Miami Heat: Why Erik Spoelstra Will Never Lead Big 3 to Title
The Miami Heat are just 8-6 in the month of March, and fair or not at this point in the season, the question has to be asked if this team can win an NBA championship under the guidance of head coach Erik Spoelstra.
The 41-year-old coach has looked spectacular at times, leading the Heat to the league’s second-best record last season—including a stretch where the team went 21-1.
These epic performances, however, are a result of incredible talent clicking on all cylinders, not unlike what sparked Doc Rivers’ success just a few years back.
In the 2007-08 season, Rivers led the Boston Celtics to the NBA’s best record, won his first NBA Championship and was chosen to coach the Eastern Conference All-Stars during All-Star Weekend.
But was this a miraculous coaching transformation from a guy who had gone just 24-58 the previous season?
The Celtics’ acquisition of Kevin Garnett and Ray Allen to play alongside Paul Pierce made Rivers look as if he had turned into a great coach seemingly overnight—the same way Spoelstra remarkably became the coach with the league’s second-best record last season.
Rivers didn’t deserve the credit for his team’s turnaround, and quite frankly, neither does Spoelstra.
The fact is, though, that even Rivers was able to implement a bigger change following the acquisition of his team’s Big Three than Spoelstra was last season.
How Far Can Erik Spoelstra Take This Miami Heat Team?
A year ago, Spoelstra took an already fifth-seeded Miami team and moved them up to No. 2 out East, but he was vastly out-coached in the NBA Finals by Rick Carlisle of the Dallas Mavericks.
Rotation issues and game plans down the stretch were Spoelstra’s Achilles' heel last year, and while a new season has seen improvements in some areas, the overall movement and depth of the roster needs to be addressed if the team is ever going to win it all.
The Heat find themselves four games behind the Chicago Bulls, and after a subpar month of March, the team is going to have a tough time catching their biggest competition out East for first place in the conference.
Bulls Head Coach Tom Thibodeau was named the league’s Coach of the Year last season, and with a record of 41-11 so far this time around, the 54-year-old coach is making his way toward receiving that honor for the second year in a row.
Thibodeau has become as a great defensive coach and a guy who can get the best out of his bench when needed.
What has Spoelstra become known for since the arrival of the Big Three in Miami? Complacency with one-on-one basketball? Poor late-game execution?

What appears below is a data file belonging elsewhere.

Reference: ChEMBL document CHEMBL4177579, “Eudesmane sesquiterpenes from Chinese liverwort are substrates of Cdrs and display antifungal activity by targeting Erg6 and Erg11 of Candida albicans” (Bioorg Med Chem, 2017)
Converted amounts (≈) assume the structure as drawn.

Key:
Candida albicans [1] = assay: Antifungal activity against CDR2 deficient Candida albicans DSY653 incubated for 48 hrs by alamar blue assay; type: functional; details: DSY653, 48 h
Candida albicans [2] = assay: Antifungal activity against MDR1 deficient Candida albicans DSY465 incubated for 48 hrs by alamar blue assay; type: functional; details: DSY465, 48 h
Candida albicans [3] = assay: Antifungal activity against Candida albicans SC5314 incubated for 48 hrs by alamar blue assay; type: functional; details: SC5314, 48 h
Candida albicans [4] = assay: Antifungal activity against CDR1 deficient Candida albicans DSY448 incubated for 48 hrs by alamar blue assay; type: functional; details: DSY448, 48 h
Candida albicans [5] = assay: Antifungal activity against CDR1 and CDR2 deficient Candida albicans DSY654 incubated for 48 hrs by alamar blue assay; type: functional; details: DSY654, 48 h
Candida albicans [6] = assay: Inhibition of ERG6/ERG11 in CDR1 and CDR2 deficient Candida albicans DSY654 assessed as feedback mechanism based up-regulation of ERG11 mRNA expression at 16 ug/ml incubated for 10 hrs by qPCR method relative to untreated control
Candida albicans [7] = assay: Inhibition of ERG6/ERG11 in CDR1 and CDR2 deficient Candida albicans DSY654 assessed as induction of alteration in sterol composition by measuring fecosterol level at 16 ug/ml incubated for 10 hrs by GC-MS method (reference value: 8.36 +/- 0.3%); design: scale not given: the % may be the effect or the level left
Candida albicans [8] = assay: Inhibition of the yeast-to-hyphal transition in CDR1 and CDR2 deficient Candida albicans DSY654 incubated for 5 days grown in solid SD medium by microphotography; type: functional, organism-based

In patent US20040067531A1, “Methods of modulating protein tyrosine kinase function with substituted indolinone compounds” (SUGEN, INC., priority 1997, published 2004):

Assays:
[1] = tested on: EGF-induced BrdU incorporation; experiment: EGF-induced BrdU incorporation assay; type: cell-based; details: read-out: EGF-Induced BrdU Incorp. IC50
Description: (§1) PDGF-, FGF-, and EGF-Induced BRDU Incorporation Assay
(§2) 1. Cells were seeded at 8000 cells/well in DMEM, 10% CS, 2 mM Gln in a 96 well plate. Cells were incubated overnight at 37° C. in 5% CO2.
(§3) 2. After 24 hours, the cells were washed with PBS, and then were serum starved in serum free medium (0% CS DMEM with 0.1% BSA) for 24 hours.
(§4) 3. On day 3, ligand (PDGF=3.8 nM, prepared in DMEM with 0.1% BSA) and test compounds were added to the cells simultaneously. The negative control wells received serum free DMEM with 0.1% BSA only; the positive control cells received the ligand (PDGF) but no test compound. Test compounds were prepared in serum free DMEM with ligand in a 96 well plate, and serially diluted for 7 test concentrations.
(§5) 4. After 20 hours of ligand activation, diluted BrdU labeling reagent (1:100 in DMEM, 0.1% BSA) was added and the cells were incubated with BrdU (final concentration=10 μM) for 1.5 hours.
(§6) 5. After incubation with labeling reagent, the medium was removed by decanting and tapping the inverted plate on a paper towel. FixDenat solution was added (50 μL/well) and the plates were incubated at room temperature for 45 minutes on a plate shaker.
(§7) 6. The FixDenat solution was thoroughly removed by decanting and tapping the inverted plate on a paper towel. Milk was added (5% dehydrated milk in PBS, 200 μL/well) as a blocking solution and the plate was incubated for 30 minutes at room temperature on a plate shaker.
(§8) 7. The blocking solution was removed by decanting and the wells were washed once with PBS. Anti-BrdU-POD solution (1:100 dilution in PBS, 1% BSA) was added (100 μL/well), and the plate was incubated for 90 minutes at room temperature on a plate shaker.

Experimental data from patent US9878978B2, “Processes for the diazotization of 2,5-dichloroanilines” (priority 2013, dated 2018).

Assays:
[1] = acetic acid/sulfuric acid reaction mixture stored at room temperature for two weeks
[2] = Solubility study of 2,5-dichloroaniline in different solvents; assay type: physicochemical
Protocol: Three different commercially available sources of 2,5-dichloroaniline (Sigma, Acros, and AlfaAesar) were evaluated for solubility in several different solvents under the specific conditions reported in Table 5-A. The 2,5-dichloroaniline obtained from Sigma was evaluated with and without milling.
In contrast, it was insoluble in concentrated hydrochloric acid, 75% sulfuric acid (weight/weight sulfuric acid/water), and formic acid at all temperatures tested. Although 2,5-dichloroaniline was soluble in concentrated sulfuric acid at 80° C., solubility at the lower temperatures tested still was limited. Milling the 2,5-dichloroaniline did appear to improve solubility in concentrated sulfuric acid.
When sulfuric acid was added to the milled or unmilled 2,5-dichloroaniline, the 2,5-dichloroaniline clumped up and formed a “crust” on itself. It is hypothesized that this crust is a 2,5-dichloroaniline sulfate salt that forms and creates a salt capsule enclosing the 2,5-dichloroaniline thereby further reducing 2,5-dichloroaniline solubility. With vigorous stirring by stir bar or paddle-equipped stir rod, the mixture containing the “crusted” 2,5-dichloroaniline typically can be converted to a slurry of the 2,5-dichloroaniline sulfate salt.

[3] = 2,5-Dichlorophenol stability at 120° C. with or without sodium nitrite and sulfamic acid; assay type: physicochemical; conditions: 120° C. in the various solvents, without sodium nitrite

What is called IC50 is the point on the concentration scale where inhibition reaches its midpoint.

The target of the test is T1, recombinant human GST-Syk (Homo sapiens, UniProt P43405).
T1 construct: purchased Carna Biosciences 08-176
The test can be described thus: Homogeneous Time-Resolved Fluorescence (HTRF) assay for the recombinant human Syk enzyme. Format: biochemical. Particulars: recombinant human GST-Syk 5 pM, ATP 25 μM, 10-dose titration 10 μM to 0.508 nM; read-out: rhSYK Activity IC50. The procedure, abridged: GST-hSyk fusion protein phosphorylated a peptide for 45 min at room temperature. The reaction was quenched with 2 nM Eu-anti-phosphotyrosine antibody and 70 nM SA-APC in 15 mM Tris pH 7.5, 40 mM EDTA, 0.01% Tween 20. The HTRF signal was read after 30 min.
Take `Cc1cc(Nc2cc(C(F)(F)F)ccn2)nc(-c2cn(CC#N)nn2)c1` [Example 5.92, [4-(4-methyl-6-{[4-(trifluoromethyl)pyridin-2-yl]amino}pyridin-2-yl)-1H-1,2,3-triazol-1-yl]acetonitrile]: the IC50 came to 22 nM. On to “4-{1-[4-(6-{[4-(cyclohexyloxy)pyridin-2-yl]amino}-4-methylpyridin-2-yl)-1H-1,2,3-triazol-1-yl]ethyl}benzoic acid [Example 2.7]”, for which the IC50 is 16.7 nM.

Yes, the Bulls are deep; but they know how to use the role players on their team. Despite 18 games missed from Rose, 10 games missed by Luol Deng and 36 games missed by newly added Richard Hamilton, the team still holds a winning percentage of .788 this season.
While the Bulls are arguably a much deeper team than Miami, Spoelstra needs to begin truly utilizing all three members of the Big Three—not just LeBron James and Dwyane Wade.
Chris Bosh is averaging his lowest point-per-game and rebound-per-game averages since his second season in the league, but even more worrisome is that his minutes are the fewest he’s played since his rookie season.
Bosh needs to play better at times; no doubt about it. But it all starts with the coach, and getting the 6’11” power forward more involved in the offense is something that Spoelstra needs to look to do.
Admittedly, Spoelstra is in a ruthless situation, and will be as long as the talent on the Heat remains at such a high level.
If the team wins, the credit goes to the Big Three for performing so valiantly and President Pat Riley for acquiring such an incredible collection of talent.
If the team loses, however, Spoelstra is given all of the blame and is placed on the hot seat as long as the team is failing to reach their exceptionally high expectations.
But while this is a tough situation for any NBA head coach to be in, Spoelstra has yet to do enough to pull the credit back his way when the team is actually at its best.
He certainly hasn’t been all bad as he’s posted a .607 winning percentage since becoming the Heat’s head coach before the 2008-09 season. But failing to make the right adjustments—both in games and before them—has kept Spoelstra out of the elite-coaches list despite the talent that surrounds him.
So the question becomes if not Spoelstra, then who?
The easy answer is Pat Riley. He’s already inside the organization, he’s a proven winner and he’s won with rosters that have talent and egos that would likely compete with the current Heat roster.
Other candidates such as Phil Jackson and Jerry Sloan also fit the mold of what the team should be looking for.
Even Mike D’Antoni could become a candidate should Spoelstra find himself severing ties with the team by next year.
The Heat came into the season playing at a pace that was seemingly unmatched throughout the NBA, but having resorted back to isolation basketball, the team needs a fresh start having scored fewer than 100 points in all but just three games since the All-Star Break.
But despite the numerous candidates out there, Spoelstra should remain the coach of the Heat for the rest of the 2011-12 season.
Leaving the team with a new leader at the helm for the rest of the season would only further complicate the chemistry and rotation of a Heat team that is still fighting for home-court advantage in the playoffs.
If he can’t get it done this season, however, and the team goes another year without winning when it counts the most, Spoelstra should be the first to go in an offseason aimed to bring South Beach the championships they were once so infamously promised.
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